It’s a new year! Let’s vow to stay safe when around Metrorail and Metrobuses!
Denver RTD recently partnered with Metro Trains of Melbourne (Australia) to remind its riders to be safe. They used the characters and theme song (“Dumb Ways to Die”) developed by Metro Trains to appeal and get their message across to their younger riders, who often fail to pay attention to safety messages otherwise. The original video/song, when first released, became the world’s most shared video for awhile in November 2012! Also, Melbourne saw a 20% decrease in accidents after the song became a hit around the country. Along with the video and song, posters were created, as were books, which all asked for people to pledge to be safe around trains. Check out the Denver safety video:
Relating back to Metro, Metro would like to remind everyone that safety is its number one priority. Please review Metro’s safety tips.
Here are some key tips when it comes to direct accidents with trains and buses. If someone is standing too close to the curb or the edge of the platform in an unsafe manner, please inform a Metro uniformed employee or police officer immediately. Metro police can be reached at 202-962-2121 or by texting ‘MyMTPD’. Metro’s suicide hotline is posted on the signs: 1-855-320-LIFE (5433). If you drop something in onto the tracks, never retrieve it yourself. Ask for help. Check out New York City Transit’s message relating to falling into the path of a train.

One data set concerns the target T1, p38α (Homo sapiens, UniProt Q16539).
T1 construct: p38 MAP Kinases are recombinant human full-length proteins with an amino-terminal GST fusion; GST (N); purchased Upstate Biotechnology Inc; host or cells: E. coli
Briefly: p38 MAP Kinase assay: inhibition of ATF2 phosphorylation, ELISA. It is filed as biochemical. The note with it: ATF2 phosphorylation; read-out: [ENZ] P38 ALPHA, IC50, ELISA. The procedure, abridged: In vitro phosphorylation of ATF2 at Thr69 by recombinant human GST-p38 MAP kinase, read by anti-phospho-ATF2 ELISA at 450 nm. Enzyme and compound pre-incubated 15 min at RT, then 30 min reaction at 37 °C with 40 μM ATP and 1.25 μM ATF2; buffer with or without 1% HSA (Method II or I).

Also, in light of recent winter weather, be careful when walking to and from the bus stop and rail station. Do not run in the stations. The floors can be very slippery, and remember that there is always another train. There is no need to push people out of the way, and run after a train, or bus, for that matter. Always face forward on escalators, and hold onto the handrails. Watch out for loose clothing or footwear that could get caught in the moving parts of the escalator.
Last but not least, if someone is sick or not feeling well, it’s best for them to get off the train or bus and seek help. Help can come sooner when they are at a rail station or bus stop.
Would Metro riders like to see WMATA develop more safety video messages? What type? What are the unsafe behaviors you see the most? We would like to hear your input.